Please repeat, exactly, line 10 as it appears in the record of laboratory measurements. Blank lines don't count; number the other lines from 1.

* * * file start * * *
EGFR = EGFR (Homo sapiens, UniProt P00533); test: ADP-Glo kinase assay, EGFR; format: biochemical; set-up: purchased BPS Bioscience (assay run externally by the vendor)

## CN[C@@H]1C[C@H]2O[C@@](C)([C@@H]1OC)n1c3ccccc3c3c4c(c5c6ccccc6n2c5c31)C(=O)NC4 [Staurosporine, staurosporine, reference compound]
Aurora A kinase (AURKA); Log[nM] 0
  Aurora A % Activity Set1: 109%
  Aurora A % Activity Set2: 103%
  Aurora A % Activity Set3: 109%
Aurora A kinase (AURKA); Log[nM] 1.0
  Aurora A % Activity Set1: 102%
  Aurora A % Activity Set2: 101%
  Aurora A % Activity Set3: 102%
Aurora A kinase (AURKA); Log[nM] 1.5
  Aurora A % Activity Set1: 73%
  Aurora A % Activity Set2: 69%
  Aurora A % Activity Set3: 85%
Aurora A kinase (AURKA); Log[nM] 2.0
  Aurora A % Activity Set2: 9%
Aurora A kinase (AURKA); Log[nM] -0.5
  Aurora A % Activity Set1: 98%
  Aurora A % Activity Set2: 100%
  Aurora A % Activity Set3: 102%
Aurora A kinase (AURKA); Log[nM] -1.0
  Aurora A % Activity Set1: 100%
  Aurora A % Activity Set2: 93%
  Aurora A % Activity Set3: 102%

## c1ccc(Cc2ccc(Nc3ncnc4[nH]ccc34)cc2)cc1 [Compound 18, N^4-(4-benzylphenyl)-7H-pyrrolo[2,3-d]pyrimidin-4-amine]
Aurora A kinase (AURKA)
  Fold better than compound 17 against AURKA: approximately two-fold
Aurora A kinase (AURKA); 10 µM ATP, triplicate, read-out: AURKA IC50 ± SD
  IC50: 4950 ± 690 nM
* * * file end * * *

  Aurora A % Activity Set3: 102%